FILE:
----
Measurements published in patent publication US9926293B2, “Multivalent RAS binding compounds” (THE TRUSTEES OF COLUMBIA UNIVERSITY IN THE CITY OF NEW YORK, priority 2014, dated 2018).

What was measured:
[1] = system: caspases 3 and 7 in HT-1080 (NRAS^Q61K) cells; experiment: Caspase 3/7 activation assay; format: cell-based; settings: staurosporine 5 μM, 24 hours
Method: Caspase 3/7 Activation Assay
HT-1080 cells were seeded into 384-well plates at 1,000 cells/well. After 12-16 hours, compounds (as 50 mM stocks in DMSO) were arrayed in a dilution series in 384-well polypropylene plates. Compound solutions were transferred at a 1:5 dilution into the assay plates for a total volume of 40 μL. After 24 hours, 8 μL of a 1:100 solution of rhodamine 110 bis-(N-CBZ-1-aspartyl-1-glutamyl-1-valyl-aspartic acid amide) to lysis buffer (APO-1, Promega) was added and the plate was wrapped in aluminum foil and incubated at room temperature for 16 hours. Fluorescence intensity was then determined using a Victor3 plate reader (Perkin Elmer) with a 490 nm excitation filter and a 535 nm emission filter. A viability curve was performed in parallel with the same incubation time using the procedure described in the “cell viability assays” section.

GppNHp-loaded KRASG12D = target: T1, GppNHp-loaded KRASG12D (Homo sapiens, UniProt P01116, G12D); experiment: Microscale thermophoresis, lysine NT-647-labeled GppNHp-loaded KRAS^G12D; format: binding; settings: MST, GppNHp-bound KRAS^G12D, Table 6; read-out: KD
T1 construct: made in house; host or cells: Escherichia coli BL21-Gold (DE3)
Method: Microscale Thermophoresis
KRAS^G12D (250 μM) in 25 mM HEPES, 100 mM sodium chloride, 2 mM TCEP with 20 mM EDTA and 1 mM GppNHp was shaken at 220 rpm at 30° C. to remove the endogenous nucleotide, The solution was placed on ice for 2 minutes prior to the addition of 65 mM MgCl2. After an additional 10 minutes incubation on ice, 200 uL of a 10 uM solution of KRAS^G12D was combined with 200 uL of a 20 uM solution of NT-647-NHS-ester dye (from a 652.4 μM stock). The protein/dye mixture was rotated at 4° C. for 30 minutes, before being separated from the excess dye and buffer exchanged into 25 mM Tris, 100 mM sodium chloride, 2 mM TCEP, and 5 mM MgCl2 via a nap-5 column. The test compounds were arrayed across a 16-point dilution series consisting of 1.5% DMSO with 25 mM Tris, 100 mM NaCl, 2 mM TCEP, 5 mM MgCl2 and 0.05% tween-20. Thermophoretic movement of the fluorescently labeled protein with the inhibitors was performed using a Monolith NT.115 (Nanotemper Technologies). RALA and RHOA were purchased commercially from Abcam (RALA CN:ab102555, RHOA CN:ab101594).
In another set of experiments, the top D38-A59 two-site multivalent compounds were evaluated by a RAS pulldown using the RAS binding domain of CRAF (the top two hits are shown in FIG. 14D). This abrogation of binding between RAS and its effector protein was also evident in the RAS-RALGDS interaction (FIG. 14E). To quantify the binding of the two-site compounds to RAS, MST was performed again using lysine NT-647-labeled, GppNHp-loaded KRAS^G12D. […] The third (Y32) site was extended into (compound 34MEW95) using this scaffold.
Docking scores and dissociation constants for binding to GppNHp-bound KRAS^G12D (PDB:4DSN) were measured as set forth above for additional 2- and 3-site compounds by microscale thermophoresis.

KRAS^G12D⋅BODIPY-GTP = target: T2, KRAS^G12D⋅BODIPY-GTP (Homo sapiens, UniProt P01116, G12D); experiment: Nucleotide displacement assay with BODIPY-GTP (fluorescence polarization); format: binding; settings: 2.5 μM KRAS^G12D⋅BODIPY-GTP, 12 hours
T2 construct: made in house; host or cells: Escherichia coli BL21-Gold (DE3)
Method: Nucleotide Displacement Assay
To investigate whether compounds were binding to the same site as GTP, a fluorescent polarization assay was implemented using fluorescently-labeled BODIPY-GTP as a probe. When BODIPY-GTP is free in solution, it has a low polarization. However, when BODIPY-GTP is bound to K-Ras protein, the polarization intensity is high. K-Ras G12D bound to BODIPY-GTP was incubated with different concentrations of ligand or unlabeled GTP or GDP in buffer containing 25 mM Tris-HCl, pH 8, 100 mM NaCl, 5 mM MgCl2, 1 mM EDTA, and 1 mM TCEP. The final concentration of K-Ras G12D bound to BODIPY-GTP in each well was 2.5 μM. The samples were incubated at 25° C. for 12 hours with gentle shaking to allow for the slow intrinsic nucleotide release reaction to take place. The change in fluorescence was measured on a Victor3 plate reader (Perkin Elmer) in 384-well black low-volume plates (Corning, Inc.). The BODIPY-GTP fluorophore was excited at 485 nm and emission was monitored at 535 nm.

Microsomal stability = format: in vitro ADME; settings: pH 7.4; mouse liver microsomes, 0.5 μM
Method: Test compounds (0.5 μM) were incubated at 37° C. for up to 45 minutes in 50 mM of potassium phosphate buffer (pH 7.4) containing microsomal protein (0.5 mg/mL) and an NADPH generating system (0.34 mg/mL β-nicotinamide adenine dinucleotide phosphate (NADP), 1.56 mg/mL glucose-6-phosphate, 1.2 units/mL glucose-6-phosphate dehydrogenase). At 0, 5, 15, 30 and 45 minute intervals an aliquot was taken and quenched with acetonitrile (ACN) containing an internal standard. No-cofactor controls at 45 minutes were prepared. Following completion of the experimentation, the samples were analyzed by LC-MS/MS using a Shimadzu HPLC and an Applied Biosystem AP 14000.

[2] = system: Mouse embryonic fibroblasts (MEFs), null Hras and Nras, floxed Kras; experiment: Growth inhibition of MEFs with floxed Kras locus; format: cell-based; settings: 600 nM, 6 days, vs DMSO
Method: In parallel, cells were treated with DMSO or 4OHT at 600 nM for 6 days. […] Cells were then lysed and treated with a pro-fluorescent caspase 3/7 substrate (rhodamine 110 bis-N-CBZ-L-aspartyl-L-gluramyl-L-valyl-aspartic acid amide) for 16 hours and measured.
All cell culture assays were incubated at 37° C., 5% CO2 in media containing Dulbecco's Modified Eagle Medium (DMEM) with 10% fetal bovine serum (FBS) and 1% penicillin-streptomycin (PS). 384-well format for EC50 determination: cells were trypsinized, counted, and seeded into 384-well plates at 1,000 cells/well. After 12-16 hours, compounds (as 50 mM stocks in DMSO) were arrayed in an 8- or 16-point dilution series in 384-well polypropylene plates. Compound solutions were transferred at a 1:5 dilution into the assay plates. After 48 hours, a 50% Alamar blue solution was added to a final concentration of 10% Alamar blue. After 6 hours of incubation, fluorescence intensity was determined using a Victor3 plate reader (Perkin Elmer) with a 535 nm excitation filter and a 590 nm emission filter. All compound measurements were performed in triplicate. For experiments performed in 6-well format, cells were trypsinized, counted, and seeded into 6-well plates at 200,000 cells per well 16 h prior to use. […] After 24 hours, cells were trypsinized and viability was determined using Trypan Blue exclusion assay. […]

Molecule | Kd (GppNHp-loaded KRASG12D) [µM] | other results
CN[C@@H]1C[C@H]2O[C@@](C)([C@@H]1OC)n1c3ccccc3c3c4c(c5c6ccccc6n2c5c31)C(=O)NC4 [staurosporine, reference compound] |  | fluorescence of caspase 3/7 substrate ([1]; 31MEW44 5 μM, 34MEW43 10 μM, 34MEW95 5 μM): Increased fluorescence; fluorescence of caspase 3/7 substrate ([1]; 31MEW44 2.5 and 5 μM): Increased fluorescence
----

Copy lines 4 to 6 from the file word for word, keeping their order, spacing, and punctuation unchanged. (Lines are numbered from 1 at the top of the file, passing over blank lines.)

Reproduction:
Method: Caspase 3/7 Activation Assay
HT-1080 cells were seeded into 384-well plates at 1,000 cells/well. After 12-16 hours, compounds (as 50 mM stocks in DMSO) were arrayed in a dilution series in 384-well polypropylene plates. Compound solutions were transferred at a 1:5 dilution into the assay plates for a total volume of 40 μL. After 24 hours, 8 μL of a 1:100 solution of rhodamine 110 bis-(N-CBZ-1-aspartyl-1-glutamyl-1-valyl-aspartic acid amide) to lysis buffer (APO-1, Promega) was added and the plate was wrapped in aluminum foil and incubated at room temperature for 16 hours. Fluorescence intensity was then determined using a Victor3 plate reader (Perkin Elmer) with a 490 nm excitation filter and a 535 nm emission filter. A viability curve was performed in parallel with the same incubation time using the procedure described in the “cell viability assays” section.

GppNHp-loaded KRASG12D = target: T1, GppNHp-loaded KRASG12D (Homo sapiens, UniProt P01116, G12D); experiment: Microscale thermophoresis, lysine NT-647-labeled GppNHp-loaded KRAS^G12D; format: binding; settings: MST, GppNHp-bound KRAS^G12D, Table 6; read-out: KD